Commenced in January 2007
Frequency: Monthly
Edition: International
Paper Count: 11598

Search results for: student performance

11598 Parental Expectations and Student Performance in Secondary School Mathematics Education

Authors: Daya Weerasinghe

Abstract:

Parental expectations often differ to that of their children and the influence and involvement of parents, at home, may affect the student performance in the classroom. This paper presents results from a survey of Asian and European background secondary school mathematics students (N=128) in Melbourne, Australia. Student responses to survey questions were analysed using confirmatory factor analysis, followed by t-tests and ANOVA. The aim of the analysis was to identify similarities and differences in parental expectations in relation to ethnicity, gender, and the year level of the students. The notable findings from the analysis showed no significant difference (at 0.05 level) in parental expectations and student performance, in relation to ethnicity or gender. Conversely, there was a significant difference in both parental expectations and student performance between year 7 and year 12 students. Further, whilst there was a significant difference in parental expectations between year 7 and year 11 students, the students’ performances were not significantly different. The results suggest further research may be needed to understand the parental expectations and student performance between the lower and upper secondary school mathematics students.

Keywords: ethnic background, gender, parental expectations, student performance, year level

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11597 The Efficacy of Open Educational Resources in Students’ Performance and Engagement

Authors: Huda Al-Shuaily, E. M. Lacap

Abstract:

Higher Education is one of the most essential fundamentals for the advancement and progress of a country. It demands to be as accessible as possible and as comprehensive as it can be reached. In this paper, we succeeded to expand the accessibility and delivery of higher education using an Open Educational Resources (OER), a freely accessible, openly licensed documents, and media for teaching and learning. This study creates a comparative design of student’s academic performance on the course Introduction to Database and student engagement to the virtual learning environment (VLE). The study was done in two successive semesters - one without using the OER and the other is using OER. In the study, we established that there is a significant increase in student’s engagement in VLE in the latter semester compared to the former. By using the latter semester’s data, we manage to show that the student’s engagement has a positive impact on students’ academic performance. Moreso, after clustering their academic performance, the impact is seen higher for students who are low performing. The results show that these engagements can be used to potentially predict the learning styles of the student with a high degree of precision.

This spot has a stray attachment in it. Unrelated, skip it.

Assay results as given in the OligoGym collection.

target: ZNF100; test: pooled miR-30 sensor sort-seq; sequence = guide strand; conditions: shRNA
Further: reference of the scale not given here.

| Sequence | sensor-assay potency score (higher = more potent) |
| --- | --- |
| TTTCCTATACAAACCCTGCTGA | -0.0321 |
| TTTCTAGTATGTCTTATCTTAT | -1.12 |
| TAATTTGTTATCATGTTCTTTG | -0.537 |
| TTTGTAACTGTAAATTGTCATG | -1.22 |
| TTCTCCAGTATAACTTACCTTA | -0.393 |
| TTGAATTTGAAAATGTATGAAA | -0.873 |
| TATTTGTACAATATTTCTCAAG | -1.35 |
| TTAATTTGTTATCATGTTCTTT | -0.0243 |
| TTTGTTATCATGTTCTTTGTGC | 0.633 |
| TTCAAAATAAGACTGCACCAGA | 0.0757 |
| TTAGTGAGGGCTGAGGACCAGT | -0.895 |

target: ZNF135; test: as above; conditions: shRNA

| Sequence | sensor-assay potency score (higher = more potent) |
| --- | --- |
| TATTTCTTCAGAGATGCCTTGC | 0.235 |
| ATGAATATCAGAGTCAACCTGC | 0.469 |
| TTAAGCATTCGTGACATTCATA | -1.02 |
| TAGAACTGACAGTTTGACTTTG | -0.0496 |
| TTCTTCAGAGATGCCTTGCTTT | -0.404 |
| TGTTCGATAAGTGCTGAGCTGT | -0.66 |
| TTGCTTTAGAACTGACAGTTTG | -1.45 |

Keywords: EDM, learning analytics, moodle, OER, student-engagement

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11596 Student Performance and Confidence Analysis on Education Virtual Environments through Different Assessment Strategies

Authors: Rubén Manrique, Delio Balcázar, José Parrado, Sebastián Rodríguez

Abstract:

Hand in hand with the evolution of technology, education systems have moved to virtual environments to provide increased coverage and facilitate the access to education. However, measuring student performance in virtual environments presents significant challenges to ensure students are acquiring the expected skills. In this study, the confidence and performance of engineering students in virtual environments is analyzed through different evaluation strategies. The effect of the assessment strategy in student confidence is identified using educational data mining techniques. Four assessment strategies were used. First, a conventional multiple choice test; second, a multiple choice test with feedback; third, a multiple choice test with a second chance; and fourth; a multiple choice test with feedback and second chance. Our results show that applying testing with online feedback strategies can influence positively student confidence.

Keywords: assessment strategies, educational data mining, student performance, student confidence

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11595 A Qualitative Student-Perspective Study of Student-Centered Learning Practices in the Context of Irish Teacher Education

Authors: Pauline Logue

Abstract: